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Cardiology Research and Practice
Volume 2011, Article ID 162984, 4 pages
Research Article

Rate Control in Atrial Fibrillation by Cooling: Effect of Temperature on Dromotropy in Perfused Rabbit Hearts

1Department of Cardiology, University Hospital, RWTH Aachen University, Pauwelsstraße 30, 52074 Aachen, Germany
2University Witten/Herdecke, 58448 Witten, Germany
3Department of Cardiology, University Hospital Maastricht, The Netherlands

Received 19 November 2010; Revised 21 February 2011; Accepted 23 February 2011

Academic Editor: Atul Verma

Copyright © 2011 Karl Mischke et al. This is an open access article distributed under the Creative Commons Attribution License, which permits unrestricted use, distribution, and reproduction in any medium, provided the original work is properly cited.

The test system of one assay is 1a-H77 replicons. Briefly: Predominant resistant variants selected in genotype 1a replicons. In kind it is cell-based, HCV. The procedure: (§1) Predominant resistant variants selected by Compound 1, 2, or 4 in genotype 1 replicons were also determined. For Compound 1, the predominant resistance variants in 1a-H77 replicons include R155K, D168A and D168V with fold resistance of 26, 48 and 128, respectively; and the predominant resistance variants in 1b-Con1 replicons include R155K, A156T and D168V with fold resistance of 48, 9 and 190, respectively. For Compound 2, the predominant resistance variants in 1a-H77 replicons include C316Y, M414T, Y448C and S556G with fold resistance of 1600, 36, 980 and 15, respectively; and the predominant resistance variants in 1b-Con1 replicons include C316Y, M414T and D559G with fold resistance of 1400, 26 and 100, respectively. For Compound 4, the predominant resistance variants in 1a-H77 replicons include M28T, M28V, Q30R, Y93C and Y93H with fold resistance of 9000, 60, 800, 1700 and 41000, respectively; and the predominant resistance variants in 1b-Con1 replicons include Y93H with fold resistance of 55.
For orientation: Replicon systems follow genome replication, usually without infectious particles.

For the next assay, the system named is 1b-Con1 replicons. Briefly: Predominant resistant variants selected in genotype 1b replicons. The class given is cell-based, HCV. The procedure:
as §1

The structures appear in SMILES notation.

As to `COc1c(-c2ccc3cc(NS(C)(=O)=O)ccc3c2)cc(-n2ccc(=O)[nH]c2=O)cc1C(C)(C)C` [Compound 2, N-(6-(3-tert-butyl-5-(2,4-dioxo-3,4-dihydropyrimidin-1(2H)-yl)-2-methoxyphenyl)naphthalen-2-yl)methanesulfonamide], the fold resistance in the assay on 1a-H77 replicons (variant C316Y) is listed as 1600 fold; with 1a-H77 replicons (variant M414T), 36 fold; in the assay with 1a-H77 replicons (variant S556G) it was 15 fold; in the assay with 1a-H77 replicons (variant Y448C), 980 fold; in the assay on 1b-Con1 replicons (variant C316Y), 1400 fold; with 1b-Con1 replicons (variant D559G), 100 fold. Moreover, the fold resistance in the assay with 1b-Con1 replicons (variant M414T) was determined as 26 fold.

Background. Cooling has emerged as a therapeutic option in critically ill patients (especially after cardiac resuscitation) and might also have a negative dromotropic effect in atrial fibrillation. We sought to determine the impact of cooling on electrophysiologic properties of Langendorff-perfused rabbit hearts. Methods and Results. In 20 isolated Langendorff-perfused rabbit hearts, the temperature of the tissue bath was changed between 17 and 42°C. With decreasing temperature, significant increases of the spontaneous sinus cycle length, decreases of the mean ventricular heart rate during atrial fibrillation, and relevant increases of atrial and ventricular refractory periods were observed (ANOVA 𝑃 < . 0 1 ). Conclusions. Cardiac hypothermia leads to a significant drop of mean ventricular heart rate during atrial fibrillation. Negative chronotropy and dromotropy induced by moderate cardiac hypothermia might be a feasible therapeutic approach in patients with hemodynamically relevant tachyarrhythmias in a CCU/ICU setting.